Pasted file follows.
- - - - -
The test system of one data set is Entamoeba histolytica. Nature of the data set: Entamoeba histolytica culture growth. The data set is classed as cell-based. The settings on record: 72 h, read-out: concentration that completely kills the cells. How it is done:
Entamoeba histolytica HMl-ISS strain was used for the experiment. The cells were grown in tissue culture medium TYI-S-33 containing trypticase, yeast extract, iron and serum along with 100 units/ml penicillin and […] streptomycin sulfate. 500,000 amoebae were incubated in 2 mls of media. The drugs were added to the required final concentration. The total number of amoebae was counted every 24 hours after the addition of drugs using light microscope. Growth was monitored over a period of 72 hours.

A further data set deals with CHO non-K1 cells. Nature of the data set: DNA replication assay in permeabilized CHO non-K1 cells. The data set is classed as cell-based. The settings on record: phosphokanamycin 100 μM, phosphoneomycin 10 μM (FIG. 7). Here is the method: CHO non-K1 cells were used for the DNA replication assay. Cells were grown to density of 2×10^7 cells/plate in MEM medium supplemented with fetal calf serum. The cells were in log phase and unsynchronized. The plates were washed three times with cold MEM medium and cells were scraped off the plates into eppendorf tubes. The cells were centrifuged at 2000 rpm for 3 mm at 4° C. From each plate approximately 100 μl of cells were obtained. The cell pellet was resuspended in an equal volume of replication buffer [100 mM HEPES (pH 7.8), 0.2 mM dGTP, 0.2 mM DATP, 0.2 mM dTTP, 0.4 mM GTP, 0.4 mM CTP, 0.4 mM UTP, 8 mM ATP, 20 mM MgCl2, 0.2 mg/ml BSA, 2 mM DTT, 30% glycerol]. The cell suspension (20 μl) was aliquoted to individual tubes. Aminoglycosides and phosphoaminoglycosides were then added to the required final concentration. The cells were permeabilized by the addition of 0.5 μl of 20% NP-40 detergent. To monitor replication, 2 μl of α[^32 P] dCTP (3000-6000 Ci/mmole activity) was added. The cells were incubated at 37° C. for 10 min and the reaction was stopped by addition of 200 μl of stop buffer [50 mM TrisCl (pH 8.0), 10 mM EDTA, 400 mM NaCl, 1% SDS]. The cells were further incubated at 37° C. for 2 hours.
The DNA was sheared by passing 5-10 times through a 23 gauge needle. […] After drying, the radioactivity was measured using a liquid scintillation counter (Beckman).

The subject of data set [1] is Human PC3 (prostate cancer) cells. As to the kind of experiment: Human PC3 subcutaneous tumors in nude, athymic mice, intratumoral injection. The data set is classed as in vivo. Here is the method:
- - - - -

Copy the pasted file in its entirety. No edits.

The test system of one data set is Entamoeba histolytica. Nature of the data set: Entamoeba histolytica culture growth. The data set is classed as cell-based. The settings on record: 72 h, read-out: concentration that completely kills the cells. How it is done:
Entamoeba histolytica HMl-ISS strain was used for the experiment. The cells were grown in tissue culture medium TYI-S-33 containing trypticase, yeast extract, iron and serum along with 100 units/ml penicillin and […] streptomycin sulfate. 500,000 amoebae were incubated in 2 mls of media. The drugs were added to the required final concentration. The total number of amoebae was counted every 24 hours after the addition of drugs using light microscope. Growth was monitored over a period of 72 hours.

A further data set deals with CHO non-K1 cells. Nature of the data set: DNA replication assay in permeabilized CHO non-K1 cells. The data set is classed as cell-based. The settings on record: phosphokanamycin 100 μM, phosphoneomycin 10 μM (FIG. 7). Here is the method: CHO non-K1 cells were used for the DNA replication assay. Cells were grown to density of 2×10^7 cells/plate in MEM medium supplemented with fetal calf serum. The cells were in log phase and unsynchronized. The plates were washed three times with cold MEM medium and cells were scraped off the plates into eppendorf tubes. The cells were centrifuged at 2000 rpm for 3 mm at 4° C. From each plate approximately 100 μl of cells were obtained. The cell pellet was resuspended in an equal volume of replication buffer [100 mM HEPES (pH 7.8), 0.2 mM dGTP, 0.2 mM DATP, 0.2 mM dTTP, 0.4 mM GTP, 0.4 mM CTP, 0.4 mM UTP, 8 mM ATP, 20 mM MgCl2, 0.2 mg/ml BSA, 2 mM DTT, 30% glycerol]. The cell suspension (20 μl) was aliquoted to individual tubes. Aminoglycosides and phosphoaminoglycosides were then added to the required final concentration. The cells were permeabilized by the addition of 0.5 μl of 20% NP-40 detergent. To monitor replication, 2 μl of α[^32 P] dCTP (3000-6000 Ci/mmole activity) was added. The cells were incubated at 37° C. for 10 min and the reaction was stopped by addition of 200 μl of stop buffer [50 mM TrisCl (pH 8.0), 10 mM EDTA, 400 mM NaCl, 1% SDS]. The cells were further incubated at 37° C. for 2 hours.
The DNA was sheared by passing 5-10 times through a 23 gauge needle. […] After drying, the radioactivity was measured using a liquid scintillation counter (Beckman).

The subject of data set [1] is Human PC3 (prostate cancer) cells. As to the kind of experiment: Human PC3 subcutaneous tumors in nude, athymic mice, intratumoral injection. The data set is classed as in vivo. Here is the method: